If we don’t raise the debt ceiling by Aug. 2 on Aug. 3 Social Security checks “would stop,” Sen. Harry Reid says.
“Social Security checks and veterans benefits and paychecks to our troops could stop. Some of the most vulnerable Americans would be placed at risk,” Harry says.
Now, why would that be? Is there not enough money coming in from Social Security taxes to cover the checks? If that’s the case, surely the $2.6 trillion dollar Social Security trust fund will be sufficient to cover the checks.
Does this mean the money to cover those checks has to be borrowed from the Chinese every month and, if we don’t raise the debt ceiling, the money is not there? Somebody pawned the key to the lockbox?
Surely not, after all Harry assured us every penny of the money is there at a March 29 rally in front of supporters waving signs reading “Back Off Social Security” and aimed at criticizing those evil Republicans who want to privatize the greatest social program in the history of the world.
“It’s not just an exaggeration that Social Security is headed for bankruptcy. It is an outright lie,” Reid informed his cheering minions.
“In Nevada more than any other state, Wall Street gambled with our money and Wall Street won and we lost,” Reid explained in a fatherly voice. “Families lost $17 trillion in savings, not billions, that’s trillions. But not one, even those who lost their jobs or lost their homes or their savings, lost a cent of their Social Security, not a penny. …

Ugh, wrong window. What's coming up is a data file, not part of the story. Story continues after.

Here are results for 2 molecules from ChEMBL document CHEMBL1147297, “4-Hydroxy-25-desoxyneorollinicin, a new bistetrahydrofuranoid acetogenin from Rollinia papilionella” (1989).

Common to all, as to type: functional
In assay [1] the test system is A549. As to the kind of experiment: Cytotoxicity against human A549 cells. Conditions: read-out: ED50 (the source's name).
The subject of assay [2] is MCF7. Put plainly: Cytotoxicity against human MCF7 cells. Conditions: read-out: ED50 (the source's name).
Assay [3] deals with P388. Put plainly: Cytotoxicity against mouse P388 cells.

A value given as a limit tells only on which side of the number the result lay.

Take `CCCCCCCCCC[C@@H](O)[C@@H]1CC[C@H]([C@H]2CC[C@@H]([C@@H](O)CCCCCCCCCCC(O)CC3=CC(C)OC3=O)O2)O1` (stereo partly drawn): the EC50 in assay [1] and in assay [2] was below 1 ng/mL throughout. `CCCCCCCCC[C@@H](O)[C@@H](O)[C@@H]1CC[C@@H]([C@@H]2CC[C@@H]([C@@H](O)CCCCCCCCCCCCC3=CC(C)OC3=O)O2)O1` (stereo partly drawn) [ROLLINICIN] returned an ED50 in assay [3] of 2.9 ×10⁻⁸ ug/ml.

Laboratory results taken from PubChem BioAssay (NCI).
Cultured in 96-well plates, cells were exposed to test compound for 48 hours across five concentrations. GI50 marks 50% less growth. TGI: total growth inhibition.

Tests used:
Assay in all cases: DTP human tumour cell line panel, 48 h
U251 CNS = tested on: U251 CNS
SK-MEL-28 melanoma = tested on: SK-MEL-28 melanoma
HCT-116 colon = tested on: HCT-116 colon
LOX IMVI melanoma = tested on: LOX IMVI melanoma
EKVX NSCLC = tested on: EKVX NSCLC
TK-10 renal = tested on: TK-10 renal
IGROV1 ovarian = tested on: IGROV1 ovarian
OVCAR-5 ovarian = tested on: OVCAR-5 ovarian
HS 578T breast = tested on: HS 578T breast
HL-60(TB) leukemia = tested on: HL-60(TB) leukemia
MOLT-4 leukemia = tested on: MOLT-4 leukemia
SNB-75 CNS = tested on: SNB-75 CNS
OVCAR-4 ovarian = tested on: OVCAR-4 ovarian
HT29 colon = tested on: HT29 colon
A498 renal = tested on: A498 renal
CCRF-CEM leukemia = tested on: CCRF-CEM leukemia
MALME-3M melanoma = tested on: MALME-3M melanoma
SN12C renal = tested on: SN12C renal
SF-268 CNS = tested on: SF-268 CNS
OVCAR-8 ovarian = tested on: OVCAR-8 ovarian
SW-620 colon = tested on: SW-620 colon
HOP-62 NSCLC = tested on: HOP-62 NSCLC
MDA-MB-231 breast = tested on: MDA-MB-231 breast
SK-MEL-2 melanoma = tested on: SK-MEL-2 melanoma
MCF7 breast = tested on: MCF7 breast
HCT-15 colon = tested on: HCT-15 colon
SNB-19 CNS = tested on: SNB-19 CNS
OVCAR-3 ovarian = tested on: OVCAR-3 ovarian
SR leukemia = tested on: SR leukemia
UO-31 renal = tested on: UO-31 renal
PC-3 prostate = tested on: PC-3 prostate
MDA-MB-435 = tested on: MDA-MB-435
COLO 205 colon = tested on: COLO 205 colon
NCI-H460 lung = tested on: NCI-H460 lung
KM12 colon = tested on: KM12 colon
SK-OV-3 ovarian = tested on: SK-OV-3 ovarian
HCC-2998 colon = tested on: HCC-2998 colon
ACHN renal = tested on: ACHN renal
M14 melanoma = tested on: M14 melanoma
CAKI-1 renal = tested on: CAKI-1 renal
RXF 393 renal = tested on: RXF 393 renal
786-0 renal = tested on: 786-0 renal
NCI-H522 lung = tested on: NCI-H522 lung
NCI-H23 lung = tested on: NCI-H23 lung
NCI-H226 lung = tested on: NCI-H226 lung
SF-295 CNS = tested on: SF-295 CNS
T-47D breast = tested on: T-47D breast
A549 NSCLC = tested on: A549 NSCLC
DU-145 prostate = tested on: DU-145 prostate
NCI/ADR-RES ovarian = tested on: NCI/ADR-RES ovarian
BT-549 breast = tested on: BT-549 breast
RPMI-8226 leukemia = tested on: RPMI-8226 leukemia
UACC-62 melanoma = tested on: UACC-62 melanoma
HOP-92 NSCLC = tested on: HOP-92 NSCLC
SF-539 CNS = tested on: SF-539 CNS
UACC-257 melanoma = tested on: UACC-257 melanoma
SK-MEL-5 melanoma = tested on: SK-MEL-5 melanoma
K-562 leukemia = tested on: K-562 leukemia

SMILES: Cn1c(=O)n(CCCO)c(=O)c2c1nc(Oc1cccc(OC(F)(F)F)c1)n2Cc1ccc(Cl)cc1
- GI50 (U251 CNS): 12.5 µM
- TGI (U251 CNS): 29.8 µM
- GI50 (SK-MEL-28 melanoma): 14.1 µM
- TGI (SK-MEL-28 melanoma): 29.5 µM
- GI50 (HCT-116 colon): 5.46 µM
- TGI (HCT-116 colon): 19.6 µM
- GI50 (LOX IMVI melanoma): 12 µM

“Leave Social Security alone. Back off Social Security. It hasn’t contributed a penny, I repeat, to the deficit and it is in great shape for the next many decades.”
Or Aug. 3, whichever comes first.
So why won’t the checks go out? Not enough clerks to push the automated button? Is Obama just spiting Republicans for trying to take away his piggy bank? If he and Harry can’t have what they want, everybody will suffer?
Harry assured us the money was there in a letter to the Review-Journal chastising me for calling the Social Security trust fund nothing but IOUs. “Social Security opponents typically deride these securities as nothing more than meaningless ‘IOU’s,’” Harry wrote. “In truth, these securities are backed by the full faith and credit of the United States, just like Treasury securities held by investors around the country, in China, and elsewhere.”
This was the same Harry Reid who in 1990 called the spending of that trust fund money on day-to-day expenses embezzlement. “During the period of growth we have had … the growth has been from two sources: One, a large credit card with no limits on it, and, two, we have been stealing money from the Social Security recipients of this country. …
“Maybe what we should do in conjunction with the president to really carry this conspiracy to its appropriate end, is rather than having it called the Social Security trust fund, why do we not change it and call it the ‘Social Security slush fund?'”
A decade later a Clinton-era budget document confirmed what Harry said:
“These (Trust Fund) balances are available to finance future benefit payments and other Trust Fund expenditures — but only in a bookkeeping sense. They do not consist of real economic assets that can be drawn down in the future to fund benefits. Instead, they are claims on the Treasury that, when redeemed, will have to be financed by raising taxes, borrowing from the public, or reducing benefits or other expenditures. The existence of large Trust Fund balances, therefore, does not, by itself, have any impact on the Government’s ability to pay benefits.”
The guy who wrote that is also denying it.
Full faith and credit somehow doesn’t seem to mean much when the checks start bouncing and the grocery clerk confiscates your credit card.